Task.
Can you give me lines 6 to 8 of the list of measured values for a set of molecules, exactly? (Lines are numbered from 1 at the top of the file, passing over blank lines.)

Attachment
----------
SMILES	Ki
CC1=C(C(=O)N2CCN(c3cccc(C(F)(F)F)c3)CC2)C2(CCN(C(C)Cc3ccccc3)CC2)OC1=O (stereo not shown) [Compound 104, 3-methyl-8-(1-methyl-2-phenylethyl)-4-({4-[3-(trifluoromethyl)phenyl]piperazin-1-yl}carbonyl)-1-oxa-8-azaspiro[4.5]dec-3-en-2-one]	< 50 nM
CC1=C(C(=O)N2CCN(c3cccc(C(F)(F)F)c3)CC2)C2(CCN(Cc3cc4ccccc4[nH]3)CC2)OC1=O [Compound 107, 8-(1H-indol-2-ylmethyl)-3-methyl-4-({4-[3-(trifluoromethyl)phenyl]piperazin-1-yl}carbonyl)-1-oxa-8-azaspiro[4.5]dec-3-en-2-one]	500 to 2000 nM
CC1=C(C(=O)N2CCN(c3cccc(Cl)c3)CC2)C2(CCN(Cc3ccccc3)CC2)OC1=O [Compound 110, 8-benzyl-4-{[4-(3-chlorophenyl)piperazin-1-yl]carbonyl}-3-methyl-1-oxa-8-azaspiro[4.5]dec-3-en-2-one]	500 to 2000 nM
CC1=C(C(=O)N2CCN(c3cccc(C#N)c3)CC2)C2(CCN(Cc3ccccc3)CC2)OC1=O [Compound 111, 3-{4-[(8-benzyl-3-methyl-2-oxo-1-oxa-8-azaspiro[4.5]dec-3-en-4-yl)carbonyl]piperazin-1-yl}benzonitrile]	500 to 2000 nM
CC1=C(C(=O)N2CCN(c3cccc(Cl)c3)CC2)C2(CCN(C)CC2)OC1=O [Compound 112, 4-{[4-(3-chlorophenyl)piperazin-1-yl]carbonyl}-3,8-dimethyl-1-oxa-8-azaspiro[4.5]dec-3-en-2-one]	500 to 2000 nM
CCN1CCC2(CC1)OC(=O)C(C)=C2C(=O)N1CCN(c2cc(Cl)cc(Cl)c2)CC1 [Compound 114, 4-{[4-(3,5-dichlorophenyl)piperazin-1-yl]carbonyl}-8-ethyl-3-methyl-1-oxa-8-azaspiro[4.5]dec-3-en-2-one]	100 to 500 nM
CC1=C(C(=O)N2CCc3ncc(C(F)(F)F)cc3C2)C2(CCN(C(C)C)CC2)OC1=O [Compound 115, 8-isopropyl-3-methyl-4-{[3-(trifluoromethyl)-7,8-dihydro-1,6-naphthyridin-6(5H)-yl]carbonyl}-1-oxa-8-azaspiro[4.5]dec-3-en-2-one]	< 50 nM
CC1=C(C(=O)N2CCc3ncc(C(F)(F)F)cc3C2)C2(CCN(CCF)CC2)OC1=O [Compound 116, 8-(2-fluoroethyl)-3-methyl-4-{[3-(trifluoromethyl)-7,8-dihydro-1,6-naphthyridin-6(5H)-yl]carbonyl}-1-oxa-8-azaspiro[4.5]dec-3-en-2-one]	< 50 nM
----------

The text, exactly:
CC1=C(C(=O)N2CCN(c3cccc(Cl)c3)CC2)C2(CCN(C)CC2)OC1=O [Compound 112, 4-{[4-(3-chlorophenyl)piperazin-1-yl]carbonyl}-3,8-dimethyl-1-oxa-8-azaspiro[4.5]dec-3-en-2-one]	500 to 2000 nM
CCN1CCC2(CC1)OC(=O)C(C)=C2C(=O)N1CCN(c2cc(Cl)cc(Cl)c2)CC1 [Compound 114, 4-{[4-(3,5-dichlorophenyl)piperazin-1-yl]carbonyl}-8-ethyl-3-methyl-1-oxa-8-azaspiro[4.5]dec-3-en-2-one]	100 to 500 nM
CC1=C(C(=O)N2CCc3ncc(C(F)(F)F)cc3C2)C2(CCN(C(C)C)CC2)OC1=O [Compound 115, 8-isopropyl-3-methyl-4-{[3-(trifluoromethyl)-7,8-dihydro-1,6-naphthyridin-6(5H)-yl]carbonyl}-1-oxa-8-azaspiro[4.5]dec-3-en-2-one]	< 50 nM